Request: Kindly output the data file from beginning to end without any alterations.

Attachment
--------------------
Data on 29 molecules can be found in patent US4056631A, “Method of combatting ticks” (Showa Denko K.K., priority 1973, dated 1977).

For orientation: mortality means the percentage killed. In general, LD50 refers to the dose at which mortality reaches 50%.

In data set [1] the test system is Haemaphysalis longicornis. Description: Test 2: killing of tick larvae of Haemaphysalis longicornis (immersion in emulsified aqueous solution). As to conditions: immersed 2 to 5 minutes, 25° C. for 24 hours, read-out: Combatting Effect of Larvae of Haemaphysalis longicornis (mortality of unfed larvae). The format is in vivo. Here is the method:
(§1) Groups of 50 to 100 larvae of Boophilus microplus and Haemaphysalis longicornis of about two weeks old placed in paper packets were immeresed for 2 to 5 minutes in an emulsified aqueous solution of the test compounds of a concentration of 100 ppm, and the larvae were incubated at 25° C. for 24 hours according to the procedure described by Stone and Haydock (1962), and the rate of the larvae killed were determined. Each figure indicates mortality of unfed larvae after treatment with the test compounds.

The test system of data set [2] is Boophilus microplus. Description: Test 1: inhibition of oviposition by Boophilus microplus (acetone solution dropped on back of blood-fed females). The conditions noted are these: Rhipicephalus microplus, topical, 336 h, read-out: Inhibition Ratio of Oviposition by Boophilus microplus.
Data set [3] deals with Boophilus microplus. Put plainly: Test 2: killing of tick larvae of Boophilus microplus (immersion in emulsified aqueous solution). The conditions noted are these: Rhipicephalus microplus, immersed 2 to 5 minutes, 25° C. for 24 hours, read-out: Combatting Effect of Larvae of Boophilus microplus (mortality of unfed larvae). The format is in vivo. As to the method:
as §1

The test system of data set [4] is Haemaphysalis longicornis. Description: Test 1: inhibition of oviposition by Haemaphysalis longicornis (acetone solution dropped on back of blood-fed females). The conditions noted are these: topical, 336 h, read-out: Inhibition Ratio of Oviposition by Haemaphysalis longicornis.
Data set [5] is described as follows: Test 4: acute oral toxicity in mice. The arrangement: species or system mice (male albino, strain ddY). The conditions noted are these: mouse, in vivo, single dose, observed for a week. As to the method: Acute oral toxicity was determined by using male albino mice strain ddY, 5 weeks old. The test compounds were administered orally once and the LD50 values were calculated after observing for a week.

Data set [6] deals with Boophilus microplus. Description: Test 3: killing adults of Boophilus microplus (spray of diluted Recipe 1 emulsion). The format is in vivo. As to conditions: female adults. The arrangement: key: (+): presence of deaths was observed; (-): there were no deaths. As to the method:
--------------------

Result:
Data on 29 molecules can be found in patent US4056631A, “Method of combatting ticks” (Showa Denko K.K., priority 1973, dated 1977).

For orientation: mortality means the percentage killed. In general, LD50 refers to the dose at which mortality reaches 50%.

In data set [1] the test system is Haemaphysalis longicornis. Description: Test 2: killing of tick larvae of Haemaphysalis longicornis (immersion in emulsified aqueous solution). As to conditions: immersed 2 to 5 minutes, 25° C. for 24 hours, read-out: Combatting Effect of Larvae of Haemaphysalis longicornis (mortality of unfed larvae). The format is in vivo. Here is the method:
(§1) Groups of 50 to 100 larvae of Boophilus microplus and Haemaphysalis longicornis of about two weeks old placed in paper packets were immeresed for 2 to 5 minutes in an emulsified aqueous solution of the test compounds of a concentration of 100 ppm, and the larvae were incubated at 25° C. for 24 hours according to the procedure described by Stone and Haydock (1962), and the rate of the larvae killed were determined. Each figure indicates mortality of unfed larvae after treatment with the test compounds.

The test system of data set [2] is Boophilus microplus. Description: Test 1: inhibition of oviposition by Boophilus microplus (acetone solution dropped on back of blood-fed females). The conditions noted are these: Rhipicephalus microplus, topical, 336 h, read-out: Inhibition Ratio of Oviposition by Boophilus microplus.
Data set [3] deals with Boophilus microplus. Put plainly: Test 2: killing of tick larvae of Boophilus microplus (immersion in emulsified aqueous solution). The conditions noted are these: Rhipicephalus microplus, immersed 2 to 5 minutes, 25° C. for 24 hours, read-out: Combatting Effect of Larvae of Boophilus microplus (mortality of unfed larvae). The format is in vivo. As to the method:
as §1

The test system of data set [4] is Haemaphysalis longicornis. Description: Test 1: inhibition of oviposition by Haemaphysalis longicornis (acetone solution dropped on back of blood-fed females). The conditions noted are these: topical, 336 h, read-out: Inhibition Ratio of Oviposition by Haemaphysalis longicornis.
Data set [5] is described as follows: Test 4: acute oral toxicity in mice. The arrangement: species or system mice (male albino, strain ddY). The conditions noted are these: mouse, in vivo, single dose, observed for a week. As to the method: Acute oral toxicity was determined by using male albino mice strain ddY, 5 weeks old. The test compounds were administered orally once and the LD50 values were calculated after observing for a week.

Data set [6] deals with Boophilus microplus. Description: Test 3: killing adults of Boophilus microplus (spray of diluted Recipe 1 emulsion). The format is in vivo. As to conditions: female adults. The arrangement: key: (+): presence of deaths was observed; (-): there were no deaths. As to the method: